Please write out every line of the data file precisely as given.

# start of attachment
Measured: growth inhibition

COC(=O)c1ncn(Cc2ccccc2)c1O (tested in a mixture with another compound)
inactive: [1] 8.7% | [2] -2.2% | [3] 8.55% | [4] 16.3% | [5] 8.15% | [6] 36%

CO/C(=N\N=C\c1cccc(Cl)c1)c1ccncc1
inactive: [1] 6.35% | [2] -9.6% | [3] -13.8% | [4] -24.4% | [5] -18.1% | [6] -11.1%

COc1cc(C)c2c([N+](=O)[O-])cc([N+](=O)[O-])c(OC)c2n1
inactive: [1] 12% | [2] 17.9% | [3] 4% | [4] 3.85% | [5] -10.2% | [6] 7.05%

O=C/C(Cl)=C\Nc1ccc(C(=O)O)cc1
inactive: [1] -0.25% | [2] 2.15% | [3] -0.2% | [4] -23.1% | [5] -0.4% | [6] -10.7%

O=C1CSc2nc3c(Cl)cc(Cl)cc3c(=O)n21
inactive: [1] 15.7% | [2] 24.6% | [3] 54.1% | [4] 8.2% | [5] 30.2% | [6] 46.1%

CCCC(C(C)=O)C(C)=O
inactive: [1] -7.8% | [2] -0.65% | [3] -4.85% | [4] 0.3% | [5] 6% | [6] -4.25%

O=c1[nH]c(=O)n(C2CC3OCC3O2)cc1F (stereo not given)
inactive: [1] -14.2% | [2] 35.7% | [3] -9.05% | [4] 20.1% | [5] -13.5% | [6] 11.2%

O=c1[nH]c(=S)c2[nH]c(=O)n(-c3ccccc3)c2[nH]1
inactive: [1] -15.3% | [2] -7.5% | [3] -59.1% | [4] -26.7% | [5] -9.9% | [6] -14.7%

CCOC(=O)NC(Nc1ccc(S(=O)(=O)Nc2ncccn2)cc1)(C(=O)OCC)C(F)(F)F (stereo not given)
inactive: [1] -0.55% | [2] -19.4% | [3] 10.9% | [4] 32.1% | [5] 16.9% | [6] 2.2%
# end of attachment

Measured: growth inhibition

COC(=O)c1ncn(Cc2ccccc2)c1O (tested in a mixture with another compound)
inactive: [1] 8.7% | [2] -2.2% | [3] 8.55% | [4] 16.3% | [5] 8.15% | [6] 36%

CO/C(=N\N=C\c1cccc(Cl)c1)c1ccncc1
inactive: [1] 6.35% | [2] -9.6% | [3] -13.8% | [4] -24.4% | [5] -18.1% | [6] -11.1%

COc1cc(C)c2c([N+](=O)[O-])cc([N+](=O)[O-])c(OC)c2n1
inactive: [1] 12% | [2] 17.9% | [3] 4% | [4] 3.85% | [5] -10.2% | [6] 7.05%

O=C/C(Cl)=C\Nc1ccc(C(=O)O)cc1
inactive: [1] -0.25% | [2] 2.15% | [3] -0.2% | [4] -23.1% | [5] -0.4% | [6] -10.7%

O=C1CSc2nc3c(Cl)cc(Cl)cc3c(=O)n21
inactive: [1] 15.7% | [2] 24.6% | [3] 54.1% | [4] 8.2% | [5] 30.2% | [6] 46.1%

CCCC(C(C)=O)C(C)=O
inactive: [1] -7.8% | [2] -0.65% | [3] -4.85% | [4] 0.3% | [5] 6% | [6] -4.25%

O=c1[nH]c(=O)n(C2CC3OCC3O2)cc1F (stereo not given)
inactive: [1] -14.2% | [2] 35.7% | [3] -9.05% | [4] 20.1% | [5] -13.5% | [6] 11.2%

O=c1[nH]c(=S)c2[nH]c(=O)n(-c3ccccc3)c2[nH]1
inactive: [1] -15.3% | [2] -7.5% | [3] -59.1% | [4] -26.7% | [5] -9.9% | [6] -14.7%

CCOC(=O)NC(Nc1ccc(S(=O)(=O)Nc2ncccn2)cc1)(C(=O)OCC)C(F)(F)F (stereo not given)
inactive: [1] -0.55% | [2] -19.4% | [3] 10.9% | [4] 32.1% | [5] 16.9% | [6] 2.2%